The six books under review all come from the same stable, the Royal Society of Chemistry, under the wise editorship of Edward Abel with the guidance of Alwyn Davies, David Phillips and Derek Woollins. Martyn Berry has appeared as educational consultant in all of them, and it would be appropriate for all these people to appear out of the engine room for a moment in this review as they seem to have contributed substantially to the series.
Tutorial Chemistry Texts is a series aimed squarely at the undergraduate market. Its goal is to provide a concise account of the basic principles underlying a given subject. About two dozen volumes are planned, with a dozen or so available now. As in part-works of cookery books, undergraduates who buy the lot will find that they have spent far more than they would have done if they had bought three single textbooks; the advantage, though, is flexibility. The disadvantage is a possible lack of coherence.
The layout of the books is similar. All are two-colour, with a pleasing, fresh and open design. The pages are welcoming and help to convey the sense of accessibility that marks the series. The artwork is uninspired but clear; most of the diagrams are structures and are nicely done. In the pedagogically correct manner of many modern texts, each chapter begins with a statement of aims and concludes with a summary of goals that it has hopes to have fulfilled. Some of the latter are vacuous, such as "any of a wide variety of ligands may be involved in forming coordination compounds with metals", but I know how difficult it is to summarise detailed discussions of facts rather than broad concepts.
Within each chapter there are worked problems, and each chapter ends with a number of problems, which are answered at the back of the book. The chapters typically have a number of boxes that contain material to enrich the text, but are of variable usefulness, and a number of sidebars in the wide margins to comment on particular points. There is further support for the texts on the RSC's website.
It could be argued that most of chemistry is stereochemistry in one form or another. Stereochemistry reasonably enough confines itself to the traditional use of the term, in organic chemistry. Even then, there is a huge amount of material to cover, largely because one could argue that so much of organic chemistry comes under stereochemical control in one form or other.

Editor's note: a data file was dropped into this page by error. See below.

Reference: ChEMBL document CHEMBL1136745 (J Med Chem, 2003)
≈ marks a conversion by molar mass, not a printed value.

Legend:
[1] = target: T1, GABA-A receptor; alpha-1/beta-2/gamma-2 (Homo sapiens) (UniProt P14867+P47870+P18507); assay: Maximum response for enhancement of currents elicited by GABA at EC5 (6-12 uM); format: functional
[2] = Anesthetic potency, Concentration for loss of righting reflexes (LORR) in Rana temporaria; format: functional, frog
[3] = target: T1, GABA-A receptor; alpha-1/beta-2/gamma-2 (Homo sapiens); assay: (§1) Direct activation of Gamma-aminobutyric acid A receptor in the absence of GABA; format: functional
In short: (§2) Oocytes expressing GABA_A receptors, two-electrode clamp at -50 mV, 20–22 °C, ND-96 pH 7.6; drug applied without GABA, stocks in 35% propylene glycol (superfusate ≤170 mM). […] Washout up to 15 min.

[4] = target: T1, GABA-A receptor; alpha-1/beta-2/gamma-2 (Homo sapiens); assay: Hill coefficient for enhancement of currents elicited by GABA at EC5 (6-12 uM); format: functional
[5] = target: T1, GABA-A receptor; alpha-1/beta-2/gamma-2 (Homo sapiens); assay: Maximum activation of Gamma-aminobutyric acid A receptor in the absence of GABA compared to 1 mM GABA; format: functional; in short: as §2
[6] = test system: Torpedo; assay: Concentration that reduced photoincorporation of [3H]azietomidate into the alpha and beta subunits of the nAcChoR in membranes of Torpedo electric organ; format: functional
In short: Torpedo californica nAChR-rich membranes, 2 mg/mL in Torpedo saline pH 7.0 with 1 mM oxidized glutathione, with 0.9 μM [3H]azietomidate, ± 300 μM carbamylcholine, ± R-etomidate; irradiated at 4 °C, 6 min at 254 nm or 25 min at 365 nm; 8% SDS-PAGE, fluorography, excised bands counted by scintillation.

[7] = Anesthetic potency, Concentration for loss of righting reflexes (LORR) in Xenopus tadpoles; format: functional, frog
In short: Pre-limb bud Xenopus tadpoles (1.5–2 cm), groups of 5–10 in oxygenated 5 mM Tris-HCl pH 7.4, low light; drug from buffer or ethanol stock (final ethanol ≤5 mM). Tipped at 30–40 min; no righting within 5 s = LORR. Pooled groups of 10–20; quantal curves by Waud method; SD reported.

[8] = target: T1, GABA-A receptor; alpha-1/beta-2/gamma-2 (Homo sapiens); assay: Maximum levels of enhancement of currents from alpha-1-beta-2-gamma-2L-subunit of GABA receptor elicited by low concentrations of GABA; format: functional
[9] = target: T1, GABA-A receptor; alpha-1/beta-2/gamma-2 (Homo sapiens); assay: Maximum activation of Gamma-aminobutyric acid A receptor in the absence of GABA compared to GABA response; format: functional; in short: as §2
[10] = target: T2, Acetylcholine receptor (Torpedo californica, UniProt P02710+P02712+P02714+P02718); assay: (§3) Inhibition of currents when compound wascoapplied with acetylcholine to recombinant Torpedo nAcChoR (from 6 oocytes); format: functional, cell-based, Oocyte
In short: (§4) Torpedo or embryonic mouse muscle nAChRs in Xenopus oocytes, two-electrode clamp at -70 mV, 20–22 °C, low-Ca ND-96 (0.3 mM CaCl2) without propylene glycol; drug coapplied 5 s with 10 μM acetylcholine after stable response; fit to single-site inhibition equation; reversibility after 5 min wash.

Much of the book is concerned with identifying stereochemical aspects of molecules and their nomenclature. This could be dry, but in fact the book treats it very well; the story line is maintained throughout the presentation and rarely flags. Stereochemistry as an end in itself is only marginally interesting: it comes into its own when we see how it controls the course of reactions, and we see a fair amount of this important relation. I was a little surprised to see how the second colour was used so sparsely, mostly decoratively, rather than pedagogically in the diagrams. That aside, the book is a valuable, succinct compendium of stereochemical concepts in organic chemistry.
Reactions and Characterization of Solids brings us into the world of modern inorganic materials, which are so important to current technology and are likely to become ever more so in future. The book deals with the description of the structures of crystalline materials and, most helpfully, with the practical aspects of promoting solid-state reactions and the determination of structure. Sandra Dann spends a lot of time on the electric, magnetic and mechanical properties of solids, and undergraduates should find the text a valuable and helpful introduction to this branch of inorganic chemistry. I noticed that this book uses a different (and in my view correct) sign convention for electron affinities from those in at least two other books in the series, which might be confusing to readers. As in some other volumes, definitions are often implicit rather than spelt out, which would have been helpful.
Main Group Chemistry could have stretched over 1,000 pages. I can sympathise with the torment the author must have experienced to restrict himself to under 200 pages. He has had to restrict his discussion of each group to about ten pages, and so has had to be highly selective. The periodic table is the natural framework for the discussion, and the text starts at hydrogen and steps systematically through the groups. Group 12 is appropriately regarded as an honorary member of the main groups. The natural place to start is yet another account of the periodic variation of properties through the periodic table, and the real business of the book begins with that most extraordinary element, hydrogen, in chapter two.